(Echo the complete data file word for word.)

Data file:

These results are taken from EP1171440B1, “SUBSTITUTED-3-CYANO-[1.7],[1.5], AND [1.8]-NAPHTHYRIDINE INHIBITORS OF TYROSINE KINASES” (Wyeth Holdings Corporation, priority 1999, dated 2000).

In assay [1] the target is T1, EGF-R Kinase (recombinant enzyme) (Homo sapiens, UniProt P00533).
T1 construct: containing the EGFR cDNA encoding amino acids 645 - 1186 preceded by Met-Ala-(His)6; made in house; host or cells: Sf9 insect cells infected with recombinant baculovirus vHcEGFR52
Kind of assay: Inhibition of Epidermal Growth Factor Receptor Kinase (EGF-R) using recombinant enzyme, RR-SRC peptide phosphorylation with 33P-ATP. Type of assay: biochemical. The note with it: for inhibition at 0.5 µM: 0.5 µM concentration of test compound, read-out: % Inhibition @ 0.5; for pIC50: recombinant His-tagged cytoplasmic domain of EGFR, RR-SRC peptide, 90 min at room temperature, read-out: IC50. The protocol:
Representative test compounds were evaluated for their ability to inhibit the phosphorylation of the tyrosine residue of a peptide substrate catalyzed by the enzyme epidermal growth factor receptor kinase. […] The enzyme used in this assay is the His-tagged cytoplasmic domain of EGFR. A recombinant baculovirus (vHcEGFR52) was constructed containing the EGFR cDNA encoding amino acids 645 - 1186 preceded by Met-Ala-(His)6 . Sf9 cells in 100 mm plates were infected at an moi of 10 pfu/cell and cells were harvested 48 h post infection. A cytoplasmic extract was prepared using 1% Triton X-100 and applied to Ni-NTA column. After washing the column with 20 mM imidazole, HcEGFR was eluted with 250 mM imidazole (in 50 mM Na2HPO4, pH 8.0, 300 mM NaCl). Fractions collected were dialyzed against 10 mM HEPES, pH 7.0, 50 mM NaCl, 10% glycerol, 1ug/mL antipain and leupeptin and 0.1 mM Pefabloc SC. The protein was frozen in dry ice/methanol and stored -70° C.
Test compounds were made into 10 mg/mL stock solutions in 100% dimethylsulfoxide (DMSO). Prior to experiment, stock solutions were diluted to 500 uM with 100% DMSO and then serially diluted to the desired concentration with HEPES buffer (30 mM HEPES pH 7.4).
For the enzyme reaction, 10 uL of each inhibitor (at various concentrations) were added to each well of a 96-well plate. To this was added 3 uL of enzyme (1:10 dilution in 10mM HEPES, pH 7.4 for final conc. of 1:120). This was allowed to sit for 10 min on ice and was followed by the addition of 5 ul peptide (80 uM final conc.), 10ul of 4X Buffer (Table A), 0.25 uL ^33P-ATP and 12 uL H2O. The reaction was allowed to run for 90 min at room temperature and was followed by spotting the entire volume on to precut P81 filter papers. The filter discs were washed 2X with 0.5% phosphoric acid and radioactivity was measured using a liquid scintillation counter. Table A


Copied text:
These results are taken from EP1171440B1, “SUBSTITUTED-3-CYANO-[1.7],[1.5], AND [1.8]-NAPHTHYRIDINE INHIBITORS OF TYROSINE KINASES” (Wyeth Holdings Corporation, priority 1999, dated 2000).

In assay [1] the target is T1, EGF-R Kinase (recombinant enzyme) (Homo sapiens, UniProt P00533).
T1 construct: containing the EGFR cDNA encoding amino acids 645 - 1186 preceded by Met-Ala-(His)6; made in house; host or cells: Sf9 insect cells infected with recombinant baculovirus vHcEGFR52
Kind of assay: Inhibition of Epidermal Growth Factor Receptor Kinase (EGF-R) using recombinant enzyme, RR-SRC peptide phosphorylation with 33P-ATP. Type of assay: biochemical. The note with it: for inhibition at 0.5 µM: 0.5 µM concentration of test compound, read-out: % Inhibition @ 0.5; for pIC50: recombinant His-tagged cytoplasmic domain of EGFR, RR-SRC peptide, 90 min at room temperature, read-out: IC50. The protocol:
Representative test compounds were evaluated for their ability to inhibit the phosphorylation of the tyrosine residue of a peptide substrate catalyzed by the enzyme epidermal growth factor receptor kinase. […] The enzyme used in this assay is the His-tagged cytoplasmic domain of EGFR. A recombinant baculovirus (vHcEGFR52) was constructed containing the EGFR cDNA encoding amino acids 645 - 1186 preceded by Met-Ala-(His)6 . Sf9 cells in 100 mm plates were infected at an moi of 10 pfu/cell and cells were harvested 48 h post infection. A cytoplasmic extract was prepared using 1% Triton X-100 and applied to Ni-NTA column. After washing the column with 20 mM imidazole, HcEGFR was eluted with 250 mM imidazole (in 50 mM Na2HPO4, pH 8.0, 300 mM NaCl). Fractions collected were dialyzed against 10 mM HEPES, pH 7.0, 50 mM NaCl, 10% glycerol, 1ug/mL antipain and leupeptin and 0.1 mM Pefabloc SC. The protein was frozen in dry ice/methanol and stored -70° C.
Test compounds were made into 10 mg/mL stock solutions in 100% dimethylsulfoxide (DMSO). Prior to experiment, stock solutions were diluted to 500 uM with 100% DMSO and then serially diluted to the desired concentration with HEPES buffer (30 mM HEPES pH 7.4).
For the enzyme reaction, 10 uL of each inhibitor (at various concentrations) were added to each well of a 96-well plate. To this was added 3 uL of enzyme (1:10 dilution in 10mM HEPES, pH 7.4 for final conc. of 1:120). This was allowed to sit for 10 min on ice and was followed by the addition of 5 ul peptide (80 uM final conc.), 10ul of 4X Buffer (Table A), 0.25 uL ^33P-ATP and 12 uL H2O. The reaction was allowed to run for 90 min at room temperature and was followed by spotting the entire volume on to precut P81 filter papers. The filter discs were washed 2X with 0.5% phosphoric acid and radioactivity was measured using a liquid scintillation counter. Table A